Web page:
Small Islands Big Picture

  • 8. Small Islands Big Picture episode 8: Why are so many small states turning to Citizenship by Investment (CBI) schemes?

    37:24
    Citizenship is traditionally granted by right – on the basis of birthplace or parentage – or acquired through naturalisation – on the basis of sustained residency and allegiance to the state. Yet, many small countries are increasingly “selling sovereignty” through Citizenship by Investment (CBI) or Residence by Investment (RBI) schemes. These “golden passports” and “golden visas” generate sizeable revenues for many small island developing states (SIDS), but they have also come under scrutiny from powerful states and international organisations, especially the European Union.In this episode of Small Islands Big Picture, Emily and Matt explore the proliferation of these schemes, asking, ‘If all states – including the very wealthiest – have them, why do smaller states seem to be under the greatest surveillance?’. They discuss the long-term sustainability of these schemes, where the money they generate is going, examples of good practice, and how the international community can support SIDS to ensure they continue to profit from CBI/RBI schemes while also strengthening their governance.In “Island Voices”, we hear from CEO of the Daphne Caruana Galizia Foundation, Tina Urso. In the “Explainer”, Matt and Emily discuss the different kinds of CBI/RBI schemes that exist around the world. Dr Dan Hammett and Dr Owen Parker join “The Big Picture” to discuss why the CBI and RBI industry is booming, and why Brussels is increasingly uneasy about it. Finally, in “No Stupid Questions”, Matt and Emily ask, “If CBI and RBI schemes are so problematic, why does the international community not simply ban them?”.Featuring:Emily Wilkinson (host) | RESI Director and Senior Research Fellow at ODIMatthew Bishop (host) | RESI Director and Senior Lecturer at the University of SheffieldTina Urso | CEO, The Daphne Caruana Galizia Foundation, MaltaDan Hammett | Senior Lecturer in Human Geography, University of SheffieldOwen Parker | Senior Lecturer in European Politics, University of SheffieldResources:Programme page | Resilient and Sustainable Islands Initiative (RESI)Investigative Journalism from Malta | The Daphne ProjectDan and Owen's SIDS Future Forum paper | Sovereignty sales, economic revitalisation and inclusive development in Small Island Developing States (SIDS)Dan Presenting on CBI Schemes | Session 1 (Resilient Economies) at SIDS Future Forum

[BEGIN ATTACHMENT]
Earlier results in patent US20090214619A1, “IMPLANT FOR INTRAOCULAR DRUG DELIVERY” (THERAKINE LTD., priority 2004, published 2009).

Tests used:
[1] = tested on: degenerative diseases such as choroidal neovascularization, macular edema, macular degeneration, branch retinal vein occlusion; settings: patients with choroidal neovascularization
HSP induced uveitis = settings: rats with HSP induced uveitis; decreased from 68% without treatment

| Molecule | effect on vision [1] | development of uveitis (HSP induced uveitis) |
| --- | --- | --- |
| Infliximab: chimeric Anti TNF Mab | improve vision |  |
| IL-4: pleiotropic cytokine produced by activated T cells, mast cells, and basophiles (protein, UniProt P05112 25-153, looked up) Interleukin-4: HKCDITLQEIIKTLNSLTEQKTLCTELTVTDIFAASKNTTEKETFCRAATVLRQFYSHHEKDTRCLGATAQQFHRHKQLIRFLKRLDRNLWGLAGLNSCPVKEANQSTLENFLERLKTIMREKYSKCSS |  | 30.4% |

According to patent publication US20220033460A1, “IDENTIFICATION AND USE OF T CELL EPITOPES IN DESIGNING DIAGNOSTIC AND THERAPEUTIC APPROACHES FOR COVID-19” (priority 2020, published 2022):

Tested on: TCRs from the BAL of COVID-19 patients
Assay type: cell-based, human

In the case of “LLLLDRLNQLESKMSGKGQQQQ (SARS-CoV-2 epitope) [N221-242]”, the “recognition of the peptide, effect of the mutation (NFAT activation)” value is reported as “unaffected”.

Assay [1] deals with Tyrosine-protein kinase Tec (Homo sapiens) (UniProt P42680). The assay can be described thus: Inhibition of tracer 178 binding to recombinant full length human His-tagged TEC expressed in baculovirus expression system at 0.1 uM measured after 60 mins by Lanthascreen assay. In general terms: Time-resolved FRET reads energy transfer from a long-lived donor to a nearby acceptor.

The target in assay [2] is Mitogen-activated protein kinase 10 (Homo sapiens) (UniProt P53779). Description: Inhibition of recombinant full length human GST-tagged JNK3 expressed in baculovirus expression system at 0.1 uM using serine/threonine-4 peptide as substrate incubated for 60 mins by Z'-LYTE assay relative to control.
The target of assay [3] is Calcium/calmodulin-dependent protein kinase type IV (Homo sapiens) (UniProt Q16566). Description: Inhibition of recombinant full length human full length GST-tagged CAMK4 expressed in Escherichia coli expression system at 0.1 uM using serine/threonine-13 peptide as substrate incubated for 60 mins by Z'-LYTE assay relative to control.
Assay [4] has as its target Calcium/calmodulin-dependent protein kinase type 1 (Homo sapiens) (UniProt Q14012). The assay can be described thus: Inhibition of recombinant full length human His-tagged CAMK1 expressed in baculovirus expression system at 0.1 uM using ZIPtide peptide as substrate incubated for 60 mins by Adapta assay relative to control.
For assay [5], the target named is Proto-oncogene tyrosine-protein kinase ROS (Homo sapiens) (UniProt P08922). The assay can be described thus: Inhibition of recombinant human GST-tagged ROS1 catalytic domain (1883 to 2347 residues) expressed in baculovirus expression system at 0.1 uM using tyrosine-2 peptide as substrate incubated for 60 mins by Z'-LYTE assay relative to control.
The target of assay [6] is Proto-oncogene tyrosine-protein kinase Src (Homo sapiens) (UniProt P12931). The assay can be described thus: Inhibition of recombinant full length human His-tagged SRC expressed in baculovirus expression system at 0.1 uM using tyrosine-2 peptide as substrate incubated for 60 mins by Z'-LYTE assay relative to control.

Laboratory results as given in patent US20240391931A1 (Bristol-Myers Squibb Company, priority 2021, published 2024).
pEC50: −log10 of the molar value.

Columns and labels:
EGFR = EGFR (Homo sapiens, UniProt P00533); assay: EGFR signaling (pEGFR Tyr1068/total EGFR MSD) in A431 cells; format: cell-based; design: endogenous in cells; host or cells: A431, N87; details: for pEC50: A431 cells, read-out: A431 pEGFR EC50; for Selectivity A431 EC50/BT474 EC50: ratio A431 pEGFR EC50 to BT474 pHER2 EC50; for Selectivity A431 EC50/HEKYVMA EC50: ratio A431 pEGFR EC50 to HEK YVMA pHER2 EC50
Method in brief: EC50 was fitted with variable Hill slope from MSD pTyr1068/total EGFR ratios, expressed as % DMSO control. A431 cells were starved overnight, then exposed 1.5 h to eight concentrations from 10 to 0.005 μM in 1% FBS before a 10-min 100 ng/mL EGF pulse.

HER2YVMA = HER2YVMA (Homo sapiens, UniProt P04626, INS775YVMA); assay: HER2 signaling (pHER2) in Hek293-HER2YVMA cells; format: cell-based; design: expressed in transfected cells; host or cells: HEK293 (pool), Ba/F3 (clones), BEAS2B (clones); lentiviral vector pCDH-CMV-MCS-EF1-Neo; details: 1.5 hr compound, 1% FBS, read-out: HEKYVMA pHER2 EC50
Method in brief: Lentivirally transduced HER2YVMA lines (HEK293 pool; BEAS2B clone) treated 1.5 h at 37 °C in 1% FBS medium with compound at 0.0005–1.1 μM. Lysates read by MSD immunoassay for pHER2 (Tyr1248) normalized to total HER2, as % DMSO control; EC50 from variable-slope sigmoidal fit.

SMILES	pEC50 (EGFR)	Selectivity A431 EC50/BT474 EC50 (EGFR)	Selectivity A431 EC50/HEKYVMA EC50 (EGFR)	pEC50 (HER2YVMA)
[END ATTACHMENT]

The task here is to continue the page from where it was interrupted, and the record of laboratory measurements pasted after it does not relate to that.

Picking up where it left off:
• 7. Are changes in global shipping generating better connectivity for Small Island Developing States??

    36:56
    Small Island Developing States (SIDS) are, by definition, highly dependent on shipping and other forms of connectivity. As geographically small land masses, SIDS have a high propensity to import things, and as islands, all imports, exports and travel must be done by sea (or air). However, SIDS are at the mercy of the global shipping industry, over which they have little control – an industry prone to shocks, spikes in prices and rapid technological change. In this episode of "Small Islands, Big Picture", Emily and Matt discuss: why SIDS are so dependent on shipping; how these small states are experiencing recent transformations in inter-island and international maritime industries; and whether changing patterns of ownership and control, multilateral governance of the high seas, or technological innovation – for example, through Artificial Intelligence – represent positive or concerning developments for SIDS. In “Island Voices”, Viliame Kasanawaqa talks about the importance of sea connectivity to Pacific nations. In the “Explainer” section, Professor Liam Campling, co-author of the prize-winning book Capitalism and the Sea, discusses why SIDS are so vulnerable to corporate concentration in the global shipping industry. In “The Big Picture”, Captain Orlando Allard tells us how small states have done much to shape global maritime governance. Finally, in “No Stupid Questions” Matt and Emily answer “Why don’t SIDS just set up their own shipping lines to reduce dependence on the global shipping lines?". Featuring:Emily Wilkinson (host) | RESI Director and Senior Research Fellow at ODIMatthew Bishop (host) | RESI Director and Senior Lecturer at the University of SheffieldViliame Kasanawaqa | RESI Affiliate and Director of ShipWrecked Lab, FijiLiam Campling | Professor of International Business, Queen Mary University of LondonCaptain Orlando Allard | Dean, Faculty of Engineering and Technology, Universidad Santa Maria La Antigua, Panama and Former Panamanian Ambassador to the International Maritime Organization Resources:Programme page | Resilient and Sustainable Islands Initiative (RESI)SIDS Future Forum | Recordings of Future Forum sessions at Island InnovationLiam’s Book | Capitalism and the Sea (Verso, 2021, co-authored with Alejandro Colás)